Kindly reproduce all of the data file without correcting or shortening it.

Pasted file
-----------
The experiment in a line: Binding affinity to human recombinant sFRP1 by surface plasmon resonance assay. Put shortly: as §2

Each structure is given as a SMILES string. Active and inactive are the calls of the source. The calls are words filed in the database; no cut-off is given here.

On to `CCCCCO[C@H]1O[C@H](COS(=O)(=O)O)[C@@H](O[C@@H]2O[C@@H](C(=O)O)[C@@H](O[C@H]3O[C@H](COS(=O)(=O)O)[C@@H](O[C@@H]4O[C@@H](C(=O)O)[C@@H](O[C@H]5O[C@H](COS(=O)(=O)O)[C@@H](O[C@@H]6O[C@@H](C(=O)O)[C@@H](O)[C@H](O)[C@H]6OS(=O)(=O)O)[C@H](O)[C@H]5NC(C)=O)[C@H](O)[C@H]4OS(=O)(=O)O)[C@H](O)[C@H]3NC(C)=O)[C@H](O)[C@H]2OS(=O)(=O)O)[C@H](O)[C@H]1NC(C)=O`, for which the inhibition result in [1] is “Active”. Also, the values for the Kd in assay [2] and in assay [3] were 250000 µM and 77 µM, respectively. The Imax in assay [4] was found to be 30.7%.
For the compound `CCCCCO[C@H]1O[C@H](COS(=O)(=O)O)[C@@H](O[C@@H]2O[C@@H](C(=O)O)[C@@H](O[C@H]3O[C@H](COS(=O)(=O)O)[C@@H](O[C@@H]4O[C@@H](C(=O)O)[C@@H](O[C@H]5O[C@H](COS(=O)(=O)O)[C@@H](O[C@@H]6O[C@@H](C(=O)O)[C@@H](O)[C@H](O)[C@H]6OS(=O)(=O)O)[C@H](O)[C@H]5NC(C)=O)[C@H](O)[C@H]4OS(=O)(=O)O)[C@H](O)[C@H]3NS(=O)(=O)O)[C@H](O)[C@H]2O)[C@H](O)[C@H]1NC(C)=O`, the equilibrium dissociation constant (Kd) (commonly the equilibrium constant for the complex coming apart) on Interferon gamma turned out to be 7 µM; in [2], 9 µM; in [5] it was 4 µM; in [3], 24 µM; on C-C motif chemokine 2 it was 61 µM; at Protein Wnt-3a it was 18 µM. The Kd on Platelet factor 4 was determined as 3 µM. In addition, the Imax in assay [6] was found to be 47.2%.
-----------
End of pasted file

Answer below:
The experiment in a line: Binding affinity to human recombinant sFRP1 by surface plasmon resonance assay. Put shortly: as §2

Each structure is given as a SMILES string. Active and inactive are the calls of the source. The calls are words filed in the database; no cut-off is given here.

On to `CCCCCO[C@H]1O[C@H](COS(=O)(=O)O)[C@@H](O[C@@H]2O[C@@H](C(=O)O)[C@@H](O[C@H]3O[C@H](COS(=O)(=O)O)[C@@H](O[C@@H]4O[C@@H](C(=O)O)[C@@H](O[C@H]5O[C@H](COS(=O)(=O)O)[C@@H](O[C@@H]6O[C@@H](C(=O)O)[C@@H](O)[C@H](O)[C@H]6OS(=O)(=O)O)[C@H](O)[C@H]5NC(C)=O)[C@H](O)[C@H]4OS(=O)(=O)O)[C@H](O)[C@H]3NC(C)=O)[C@H](O)[C@H]2OS(=O)(=O)O)[C@H](O)[C@H]1NC(C)=O`, for which the inhibition result in [1] is “Active”. Also, the values for the Kd in assay [2] and in assay [3] were 250000 µM and 77 µM, respectively. The Imax in assay [4] was found to be 30.7%.
For the compound `CCCCCO[C@H]1O[C@H](COS(=O)(=O)O)[C@@H](O[C@@H]2O[C@@H](C(=O)O)[C@@H](O[C@H]3O[C@H](COS(=O)(=O)O)[C@@H](O[C@@H]4O[C@@H](C(=O)O)[C@@H](O[C@H]5O[C@H](COS(=O)(=O)O)[C@@H](O[C@@H]6O[C@@H](C(=O)O)[C@@H](O)[C@H](O)[C@H]6OS(=O)(=O)O)[C@H](O)[C@H]5NC(C)=O)[C@H](O)[C@H]4OS(=O)(=O)O)[C@H](O)[C@H]3NS(=O)(=O)O)[C@H](O)[C@H]2O)[C@H](O)[C@H]1NC(C)=O`, the equilibrium dissociation constant (Kd) (commonly the equilibrium constant for the complex coming apart) on Interferon gamma turned out to be 7 µM; in [2], 9 µM; in [5] it was 4 µM; in [3], 24 µM; on C-C motif chemokine 2 it was 61 µM; at Protein Wnt-3a it was 18 µM. The Kd on Platelet factor 4 was determined as 3 µM. In addition, the Imax in assay [6] was found to be 47.2%.